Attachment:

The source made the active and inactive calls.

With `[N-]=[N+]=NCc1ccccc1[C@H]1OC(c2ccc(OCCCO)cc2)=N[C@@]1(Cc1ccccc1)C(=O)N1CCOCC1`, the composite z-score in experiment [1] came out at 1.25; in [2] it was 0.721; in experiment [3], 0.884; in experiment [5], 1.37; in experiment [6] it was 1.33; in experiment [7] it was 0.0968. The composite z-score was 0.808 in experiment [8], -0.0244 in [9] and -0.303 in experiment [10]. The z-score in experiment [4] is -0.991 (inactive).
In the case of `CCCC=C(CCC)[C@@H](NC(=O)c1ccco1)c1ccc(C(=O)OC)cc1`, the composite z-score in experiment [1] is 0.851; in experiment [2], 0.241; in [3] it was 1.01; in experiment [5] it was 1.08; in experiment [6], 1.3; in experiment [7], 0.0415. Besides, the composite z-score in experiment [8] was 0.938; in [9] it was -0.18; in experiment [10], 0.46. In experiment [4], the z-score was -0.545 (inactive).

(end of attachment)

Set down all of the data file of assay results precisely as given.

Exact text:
The source made the active and inactive calls.

With `[N-]=[N+]=NCc1ccccc1[C@H]1OC(c2ccc(OCCCO)cc2)=N[C@@]1(Cc1ccccc1)C(=O)N1CCOCC1`, the composite z-score in experiment [1] came out at 1.25; in [2] it was 0.721; in experiment [3], 0.884; in experiment [5], 1.37; in experiment [6] it was 1.33; in experiment [7] it was 0.0968. The composite z-score was 0.808 in experiment [8], -0.0244 in [9] and -0.303 in experiment [10]. The z-score in experiment [4] is -0.991 (inactive).
In the case of `CCCC=C(CCC)[C@@H](NC(=O)c1ccco1)c1ccc(C(=O)OC)cc1`, the composite z-score in experiment [1] is 0.851; in experiment [2], 0.241; in [3] it was 1.01; in experiment [5] it was 1.08; in experiment [6], 1.3; in experiment [7], 0.0415. Besides, the composite z-score in experiment [8] was 0.938; in [9] it was -0.18; in experiment [10], 0.46. In experiment [4], the z-score was -0.545 (inactive).